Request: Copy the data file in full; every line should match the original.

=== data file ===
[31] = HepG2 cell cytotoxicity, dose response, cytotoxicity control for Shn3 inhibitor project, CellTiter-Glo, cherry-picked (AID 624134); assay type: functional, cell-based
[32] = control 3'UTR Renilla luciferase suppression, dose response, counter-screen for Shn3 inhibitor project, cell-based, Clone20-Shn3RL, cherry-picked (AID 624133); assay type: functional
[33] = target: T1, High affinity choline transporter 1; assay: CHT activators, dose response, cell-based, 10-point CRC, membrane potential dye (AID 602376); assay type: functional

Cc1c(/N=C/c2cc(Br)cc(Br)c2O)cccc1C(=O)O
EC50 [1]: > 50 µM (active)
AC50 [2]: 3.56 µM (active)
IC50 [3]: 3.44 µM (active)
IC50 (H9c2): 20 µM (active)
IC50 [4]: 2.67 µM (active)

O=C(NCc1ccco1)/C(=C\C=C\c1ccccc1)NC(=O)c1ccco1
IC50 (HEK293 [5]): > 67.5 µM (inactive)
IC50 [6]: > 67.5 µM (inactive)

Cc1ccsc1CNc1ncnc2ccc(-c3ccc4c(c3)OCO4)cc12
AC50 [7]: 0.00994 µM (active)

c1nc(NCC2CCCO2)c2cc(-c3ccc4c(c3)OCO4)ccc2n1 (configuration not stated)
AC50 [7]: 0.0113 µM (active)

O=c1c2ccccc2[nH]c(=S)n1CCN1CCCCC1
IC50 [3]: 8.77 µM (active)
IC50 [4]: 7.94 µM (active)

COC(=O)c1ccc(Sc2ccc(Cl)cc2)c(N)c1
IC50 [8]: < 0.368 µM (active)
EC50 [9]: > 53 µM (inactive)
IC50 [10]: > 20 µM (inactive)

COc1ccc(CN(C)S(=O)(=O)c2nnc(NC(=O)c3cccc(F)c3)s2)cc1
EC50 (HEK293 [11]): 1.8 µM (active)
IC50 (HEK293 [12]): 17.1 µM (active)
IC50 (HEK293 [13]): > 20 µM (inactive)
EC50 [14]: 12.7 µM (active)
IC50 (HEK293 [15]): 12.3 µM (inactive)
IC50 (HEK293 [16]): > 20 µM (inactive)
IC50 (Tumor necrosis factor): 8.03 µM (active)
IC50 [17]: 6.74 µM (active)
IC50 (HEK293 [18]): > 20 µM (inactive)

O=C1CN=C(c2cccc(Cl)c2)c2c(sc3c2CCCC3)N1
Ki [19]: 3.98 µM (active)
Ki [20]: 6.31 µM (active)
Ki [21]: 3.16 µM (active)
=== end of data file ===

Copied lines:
[31] = HepG2 cell cytotoxicity, dose response, cytotoxicity control for Shn3 inhibitor project, CellTiter-Glo, cherry-picked (AID 624134); assay type: functional, cell-based
[32] = control 3'UTR Renilla luciferase suppression, dose response, counter-screen for Shn3 inhibitor project, cell-based, Clone20-Shn3RL, cherry-picked (AID 624133); assay type: functional
[33] = target: T1, High affinity choline transporter 1; assay: CHT activators, dose response, cell-based, 10-point CRC, membrane potential dye (AID 602376); assay type: functional

Cc1c(/N=C/c2cc(Br)cc(Br)c2O)cccc1C(=O)O
EC50 [1]: > 50 µM (active)
AC50 [2]: 3.56 µM (active)
IC50 [3]: 3.44 µM (active)
IC50 (H9c2): 20 µM (active)
IC50 [4]: 2.67 µM (active)

O=C(NCc1ccco1)/C(=C\C=C\c1ccccc1)NC(=O)c1ccco1
IC50 (HEK293 [5]): > 67.5 µM (inactive)
IC50 [6]: > 67.5 µM (inactive)

Cc1ccsc1CNc1ncnc2ccc(-c3ccc4c(c3)OCO4)cc12
AC50 [7]: 0.00994 µM (active)

c1nc(NCC2CCCO2)c2cc(-c3ccc4c(c3)OCO4)ccc2n1 (configuration not stated)
AC50 [7]: 0.0113 µM (active)

O=c1c2ccccc2[nH]c(=S)n1CCN1CCCCC1
IC50 [3]: 8.77 µM (active)
IC50 [4]: 7.94 µM (active)

COC(=O)c1ccc(Sc2ccc(Cl)cc2)c(N)c1
IC50 [8]: < 0.368 µM (active)
EC50 [9]: > 53 µM (inactive)
IC50 [10]: > 20 µM (inactive)

COc1ccc(CN(C)S(=O)(=O)c2nnc(NC(=O)c3cccc(F)c3)s2)cc1
EC50 (HEK293 [11]): 1.8 µM (active)
IC50 (HEK293 [12]): 17.1 µM (active)
IC50 (HEK293 [13]): > 20 µM (inactive)
EC50 [14]: 12.7 µM (active)
IC50 (HEK293 [15]): 12.3 µM (inactive)
IC50 (HEK293 [16]): > 20 µM (inactive)
IC50 (Tumor necrosis factor): 8.03 µM (active)
IC50 [17]: 6.74 µM (active)
IC50 (HEK293 [18]): > 20 µM (inactive)

O=C1CN=C(c2cccc(Cl)c2)c2c(sc3c2CCCC3)N1
Ki [19]: 3.98 µM (active)
Ki [20]: 6.31 µM (active)
Ki [21]: 3.16 µM (active)